« Reply #5 on: June 27, 2010, 10:04:00 PM »
 :popcorn:

Offline donaldj

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Re: Goodbye 401K
« Reply #6 on: June 28, 2010, 07:27:24 AM »
I think it important to diversify your portfolio. While exiting the "system" and having everything in real, tangible wealth sounds great from a prep/survivalist point of view, we have to remember that we all ARE part of the system. We have jobs that pay us in USDs. We buy stuff with those USDs. Our homes, cars, and all our preps are bought with USDs.

So, in my mind, it's wise to retain a presence in the system, in a 401k, as well as have tangible wealth on hand. Remember, if times get tough, or even if they don't.  Not participating in an employer-matching 401k is unwise. Not having multiple venues of savings and financial cushion is also unwise.

I do agree that everyone must gauge their involvement in "the system" for themselves, and would never try to tell people what to do, but my thinking is diversification. If you feel you're over-heavy in a 401k, IRA, or whatever, then start allocating money to precious metals or other goods. It doesn't necessarily mean draining one source of investment (especially at a heavy loss) to achieve it.


As for the financial guy in Conductor71's example, he makes his money off "the system". It's a system he fully believes in and has a vested interest in its workings. For you to totally remove yourself from that system is utterly alien to him, thus his incredulous attitude. 

DevilDoc

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Re: Goodbye 401K
« Reply #7 on: June 29, 2010, 11:23:04 PM »
Doesnt matter u cant take it with u and retirement is an old dream we will all be working in some capacity until were dead anyhow.
The debt is to unsustainable and colapse is inevitable. Besides I hate my company so much I could care they cut our pay when they bought us out 2 yrs ago and
screwed everything up anyhow 401k is now quarterly vs monthly like it used to be. HP treats their people like crap they cant even get the paychecks right from payday to payday.

 

Offline Morgan96

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Re: Goodbye 401K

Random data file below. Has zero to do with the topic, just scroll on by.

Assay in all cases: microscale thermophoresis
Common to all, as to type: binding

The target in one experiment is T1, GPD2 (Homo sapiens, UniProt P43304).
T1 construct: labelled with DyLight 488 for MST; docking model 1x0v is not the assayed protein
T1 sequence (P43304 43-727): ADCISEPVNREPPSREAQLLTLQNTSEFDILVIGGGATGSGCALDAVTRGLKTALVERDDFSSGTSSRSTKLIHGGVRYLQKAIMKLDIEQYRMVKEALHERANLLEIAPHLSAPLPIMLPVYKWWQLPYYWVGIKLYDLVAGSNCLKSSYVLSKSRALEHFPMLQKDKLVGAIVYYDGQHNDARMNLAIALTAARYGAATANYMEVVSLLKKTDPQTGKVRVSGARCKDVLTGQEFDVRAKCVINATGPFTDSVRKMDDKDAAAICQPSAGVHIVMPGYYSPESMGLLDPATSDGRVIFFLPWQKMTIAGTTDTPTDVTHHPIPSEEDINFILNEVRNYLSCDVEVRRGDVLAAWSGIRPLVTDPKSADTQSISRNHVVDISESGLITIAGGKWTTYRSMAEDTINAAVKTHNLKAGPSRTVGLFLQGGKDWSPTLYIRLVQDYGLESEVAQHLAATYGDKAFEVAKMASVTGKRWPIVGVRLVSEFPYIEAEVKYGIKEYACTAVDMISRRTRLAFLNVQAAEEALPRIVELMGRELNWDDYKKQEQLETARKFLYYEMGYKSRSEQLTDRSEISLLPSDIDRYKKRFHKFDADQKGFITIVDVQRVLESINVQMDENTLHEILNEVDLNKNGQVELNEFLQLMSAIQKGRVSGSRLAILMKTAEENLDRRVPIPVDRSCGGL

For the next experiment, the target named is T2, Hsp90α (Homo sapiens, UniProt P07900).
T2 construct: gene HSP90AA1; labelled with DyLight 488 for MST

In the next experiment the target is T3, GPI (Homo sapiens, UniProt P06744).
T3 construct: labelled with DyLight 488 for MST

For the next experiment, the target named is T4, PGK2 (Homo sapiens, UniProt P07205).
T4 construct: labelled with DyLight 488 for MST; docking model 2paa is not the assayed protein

« Reply #8 on: June 30, 2010, 04:03:55 AM »
Just a couple of thoughts and options on 401Ks

-  some plans allow a partial rollover to a private IRA --- no penalties or major fees.
-  if you are able to have all or part of the 401K into a self directed account, you may be able to allocate some of the funds into a precious metal backed investment, such as Central Fund of Canada (CEF) or Sprott Physical Gold (PHYS).  There are consistent rumors that other popular exchange traded funds (ETFs) like GLD and or SLV are not fully backed by physical bullion.     

I know, it's still digital bits on a computer instead of cash or previous metal, but at least it's diversified away from the usual largecap/midcap/smallcap/corpbonds/treasuries stuff that ordinary financial advisers try to push.

By the way, the last time a financial "advisor" tried to ask personal questions like net worth and yearly income  (in order to gauge what our allocation should have been according to whatever pre-mixed formula she had on her computer screen) I said that I'd be glad to answer, as long as she reciprocated in kind with her own information.   It turned out to be a short conversation.


Offline joeinwv

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Re: Goodbye 401K
« Reply #9 on: June 30, 2010, 08:48:57 AM »
Having no 401k doesn't make a lot of sense - there is a break even point, where your reduced tax liability will equal your contribution - regardless of employer contribution.

I intend to be working most of my life. However, I have given myself until 50 to work for others / doing things I don't love for money. At that point, I intend to "Retire" into working on things I enjoy, even if they do not make me a millionaire.

I think we got sold on this idea that the only way to retire / retire early, was to amass millions of dollars in investments and assets. My goal has become to eliminate expenses / debt and reduce the amount of money I need to live. My retirement home is not going to cost $500,000 with a BMW in the driveway.

For just about any income level, there are going to be some people who think that is a huge amount of money, while others will wonder how people survive on that amount. The key is being able to adjust your mindset on that scale.

Offline templar223

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Re: Goodbye 401K
« Reply #10 on: July 12, 2010, 04:45:08 PM »
I took about half of my 401k out late last year and I'm looking into ways to get the rest of my 401k money out before the end of this year.

Sure, there's a penalty.  So what?  With taxes going up, it might not be a penalty at all.

Plus I have the peace of mind of knowing those alpha hotels in Washington aren't going to grab it.

My guess is that the market is going to falter again and the obama plan will be to offer pre-crash value to 401ks that were in the market with the "catch" being that you can't cash out for 30 years and you'll be guaranteed the 4% or whatever the 30-year bonds are getting at that time.

Now, if you believe they'll still be continuing the status quo in 30 years to pay you on that in the equivalent to today's dollars, then I've got some real estate I'd like to talk with you about.

John